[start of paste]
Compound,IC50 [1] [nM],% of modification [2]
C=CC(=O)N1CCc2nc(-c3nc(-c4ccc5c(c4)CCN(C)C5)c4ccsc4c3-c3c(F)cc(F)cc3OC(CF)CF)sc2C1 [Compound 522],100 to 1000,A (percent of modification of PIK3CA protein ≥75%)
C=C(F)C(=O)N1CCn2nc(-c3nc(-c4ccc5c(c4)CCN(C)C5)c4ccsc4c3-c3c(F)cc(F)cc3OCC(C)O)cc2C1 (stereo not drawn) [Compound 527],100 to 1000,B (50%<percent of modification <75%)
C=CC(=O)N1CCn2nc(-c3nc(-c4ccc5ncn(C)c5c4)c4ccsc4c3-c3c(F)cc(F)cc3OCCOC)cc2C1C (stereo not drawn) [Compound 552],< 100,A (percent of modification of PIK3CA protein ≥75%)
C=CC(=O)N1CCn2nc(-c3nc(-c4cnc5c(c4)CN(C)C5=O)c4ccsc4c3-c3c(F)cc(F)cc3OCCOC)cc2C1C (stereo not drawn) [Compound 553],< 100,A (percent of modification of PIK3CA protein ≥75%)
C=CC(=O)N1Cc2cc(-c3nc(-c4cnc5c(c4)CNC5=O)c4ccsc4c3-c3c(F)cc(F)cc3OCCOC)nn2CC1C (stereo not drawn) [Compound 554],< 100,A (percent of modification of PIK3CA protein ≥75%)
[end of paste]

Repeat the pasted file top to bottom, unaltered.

Compound,IC50 [1] [nM],% of modification [2]
C=CC(=O)N1CCc2nc(-c3nc(-c4ccc5c(c4)CCN(C)C5)c4ccsc4c3-c3c(F)cc(F)cc3OC(CF)CF)sc2C1 [Compound 522],100 to 1000,A (percent of modification of PIK3CA protein ≥75%)
C=C(F)C(=O)N1CCn2nc(-c3nc(-c4ccc5c(c4)CCN(C)C5)c4ccsc4c3-c3c(F)cc(F)cc3OCC(C)O)cc2C1 (stereo not drawn) [Compound 527],100 to 1000,B (50%<percent of modification <75%)
C=CC(=O)N1CCn2nc(-c3nc(-c4ccc5ncn(C)c5c4)c4ccsc4c3-c3c(F)cc(F)cc3OCCOC)cc2C1C (stereo not drawn) [Compound 552],< 100,A (percent of modification of PIK3CA protein ≥75%)
C=CC(=O)N1CCn2nc(-c3nc(-c4cnc5c(c4)CN(C)C5=O)c4ccsc4c3-c3c(F)cc(F)cc3OCCOC)cc2C1C (stereo not drawn) [Compound 553],< 100,A (percent of modification of PIK3CA protein ≥75%)
C=CC(=O)N1Cc2cc(-c3nc(-c4cnc5c(c4)CNC5=O)c4ccsc4c3-c3c(F)cc(F)cc3OCCOC)nn2CC1C (stereo not drawn) [Compound 554],< 100,A (percent of modification of PIK3CA protein ≥75%)